Most sites say 20-28°C/ 68-82°F. However, I keep some growing in my indoor swamp which is on an unheated balcony. The temperature drops to the single digits Celsius, upper 30s/low 40s Fahrenheit.

The aerial stems and leaves turn a dark chocolate brown (and would probably look nice in a dried arrangement) but I don’t cut them.

In the spring, each stem develops a dozen or so bright green plantlets. These can be removed and planted in the soil, or the entire stem can be laid on top of the water and each plantlet will rapidly develop roots.

Habitat & Living Place:

As long as its wet, they are not picky. When grown in boggy conditions or floating, they show what the really are; ferns. New leaves emerge in the typical fiddlehead style as terrestrial ferns.

They do not hold up well in hillstream tanks. If the water is too strong, pieces will break off and either clog the intake of your filter or float at the top developing roots there.

Propagation & Movement:

If you have a plant from the store that has roots, you can either drop it in the tank and let it float (which is a great option for livebearers, betta, and gouramis), or root it in the soil. If you are rooting it, be sure not to bury the crown of the plant.

Reproducing the plant is easy, Just cut off a leaf, the bigger the piece the better, and let it float. It will soon put out roots and new leaves. If you do that once in a while, you will soon have enough plants for all your friends.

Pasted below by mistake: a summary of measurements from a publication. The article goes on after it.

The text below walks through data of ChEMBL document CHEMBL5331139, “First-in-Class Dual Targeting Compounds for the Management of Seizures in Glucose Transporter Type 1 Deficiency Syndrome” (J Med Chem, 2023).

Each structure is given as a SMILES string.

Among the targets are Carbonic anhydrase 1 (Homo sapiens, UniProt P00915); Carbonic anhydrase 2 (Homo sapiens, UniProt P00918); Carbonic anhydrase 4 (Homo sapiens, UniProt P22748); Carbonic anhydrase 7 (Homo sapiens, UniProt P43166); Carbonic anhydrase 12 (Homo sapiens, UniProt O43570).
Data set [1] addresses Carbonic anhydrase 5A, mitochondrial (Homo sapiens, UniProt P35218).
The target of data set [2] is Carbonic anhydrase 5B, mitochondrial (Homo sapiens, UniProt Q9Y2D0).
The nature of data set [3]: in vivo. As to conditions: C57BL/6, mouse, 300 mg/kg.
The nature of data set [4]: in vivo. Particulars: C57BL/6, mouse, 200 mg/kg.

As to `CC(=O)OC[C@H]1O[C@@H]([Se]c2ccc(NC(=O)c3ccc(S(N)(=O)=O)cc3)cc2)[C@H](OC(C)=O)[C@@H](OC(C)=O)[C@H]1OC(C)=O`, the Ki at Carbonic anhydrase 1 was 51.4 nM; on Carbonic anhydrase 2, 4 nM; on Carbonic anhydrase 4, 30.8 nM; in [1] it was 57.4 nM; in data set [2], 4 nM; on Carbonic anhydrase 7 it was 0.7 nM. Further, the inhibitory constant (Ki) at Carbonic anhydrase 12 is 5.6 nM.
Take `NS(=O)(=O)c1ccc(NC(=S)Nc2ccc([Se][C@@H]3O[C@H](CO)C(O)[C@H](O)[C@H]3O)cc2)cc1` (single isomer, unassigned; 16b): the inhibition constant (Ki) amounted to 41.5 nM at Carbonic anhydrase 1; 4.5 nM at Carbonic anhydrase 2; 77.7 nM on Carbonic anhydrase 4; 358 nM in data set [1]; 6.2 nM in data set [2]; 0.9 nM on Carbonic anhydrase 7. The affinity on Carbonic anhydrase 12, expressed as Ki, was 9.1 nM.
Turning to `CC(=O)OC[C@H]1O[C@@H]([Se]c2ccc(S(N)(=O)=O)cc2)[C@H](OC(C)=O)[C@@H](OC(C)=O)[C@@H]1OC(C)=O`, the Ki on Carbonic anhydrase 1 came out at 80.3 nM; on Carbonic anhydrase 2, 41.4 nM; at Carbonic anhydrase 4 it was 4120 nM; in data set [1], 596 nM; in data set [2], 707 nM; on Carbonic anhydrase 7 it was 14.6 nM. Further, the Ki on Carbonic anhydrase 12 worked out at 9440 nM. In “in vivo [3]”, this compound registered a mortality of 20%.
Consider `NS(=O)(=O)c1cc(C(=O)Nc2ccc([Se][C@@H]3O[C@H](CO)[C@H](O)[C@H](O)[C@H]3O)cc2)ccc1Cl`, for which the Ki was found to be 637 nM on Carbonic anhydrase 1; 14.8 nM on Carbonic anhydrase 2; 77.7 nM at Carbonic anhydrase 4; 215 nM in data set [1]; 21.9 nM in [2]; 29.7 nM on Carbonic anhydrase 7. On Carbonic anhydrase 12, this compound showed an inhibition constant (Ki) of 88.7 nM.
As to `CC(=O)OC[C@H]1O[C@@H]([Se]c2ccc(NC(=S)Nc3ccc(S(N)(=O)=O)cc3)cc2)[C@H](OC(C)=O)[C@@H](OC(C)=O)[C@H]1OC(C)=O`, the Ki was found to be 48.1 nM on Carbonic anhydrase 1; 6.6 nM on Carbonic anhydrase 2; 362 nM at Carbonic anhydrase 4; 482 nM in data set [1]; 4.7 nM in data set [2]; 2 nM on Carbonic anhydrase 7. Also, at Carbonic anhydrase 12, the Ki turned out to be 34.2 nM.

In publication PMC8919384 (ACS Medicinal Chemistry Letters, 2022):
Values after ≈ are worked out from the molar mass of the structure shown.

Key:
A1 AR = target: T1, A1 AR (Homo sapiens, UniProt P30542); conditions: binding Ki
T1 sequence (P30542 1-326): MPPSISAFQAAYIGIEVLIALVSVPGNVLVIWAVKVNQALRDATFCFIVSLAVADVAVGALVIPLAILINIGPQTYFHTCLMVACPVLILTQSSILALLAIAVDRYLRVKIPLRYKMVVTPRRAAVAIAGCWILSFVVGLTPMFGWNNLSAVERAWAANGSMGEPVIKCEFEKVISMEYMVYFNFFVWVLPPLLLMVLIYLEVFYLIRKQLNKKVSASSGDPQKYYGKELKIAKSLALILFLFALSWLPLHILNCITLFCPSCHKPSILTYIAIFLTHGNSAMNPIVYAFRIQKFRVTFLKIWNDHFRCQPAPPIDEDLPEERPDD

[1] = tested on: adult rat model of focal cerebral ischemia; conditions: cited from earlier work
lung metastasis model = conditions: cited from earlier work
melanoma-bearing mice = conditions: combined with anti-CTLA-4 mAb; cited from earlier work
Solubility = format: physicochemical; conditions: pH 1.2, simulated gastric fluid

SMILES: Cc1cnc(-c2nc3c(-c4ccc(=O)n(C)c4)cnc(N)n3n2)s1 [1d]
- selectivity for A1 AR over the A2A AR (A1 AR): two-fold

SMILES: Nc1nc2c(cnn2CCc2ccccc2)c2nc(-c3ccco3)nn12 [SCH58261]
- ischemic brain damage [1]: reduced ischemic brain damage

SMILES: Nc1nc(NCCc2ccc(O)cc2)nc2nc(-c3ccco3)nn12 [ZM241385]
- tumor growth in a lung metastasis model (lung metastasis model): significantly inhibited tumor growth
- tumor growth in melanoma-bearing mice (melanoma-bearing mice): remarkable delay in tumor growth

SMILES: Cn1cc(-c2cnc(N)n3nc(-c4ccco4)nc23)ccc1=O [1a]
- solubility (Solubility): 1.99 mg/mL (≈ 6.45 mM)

Interested to Read one other Aquarium Plant?

Ok, Enjoy It!

Share on Your Social Media Walls If you Enjoy to read it, This thing will keep me motivated to write more for you. Thanks

Lucky Bamboo

Lucky Bamboo best water growing houseplant for tank

Lucky Bamboo

Lucky Bamboo

The lucky bamboo plant is a perfect example of false advertising and an example of how the market can sometimes intentionally deceive consumers to sell a product.

In the case of Lucky Bamboo, which also goes by the common names Chinese Water Bamboo, Friendship Bamboo, and Ribbon Dracaena, the deception goes far beyond calling this plant a “bamboo.” It is not a bamboo, nor is it from China or anywhere else in Asia. Dracaena is all from Africa and this one, in particular, is from Cameroon in western Africa. But there is a bigger problem with the marketing than just the name and that is the fact that it is sold to people as a water-loving, sometimes fully aquatic, plant. It is not.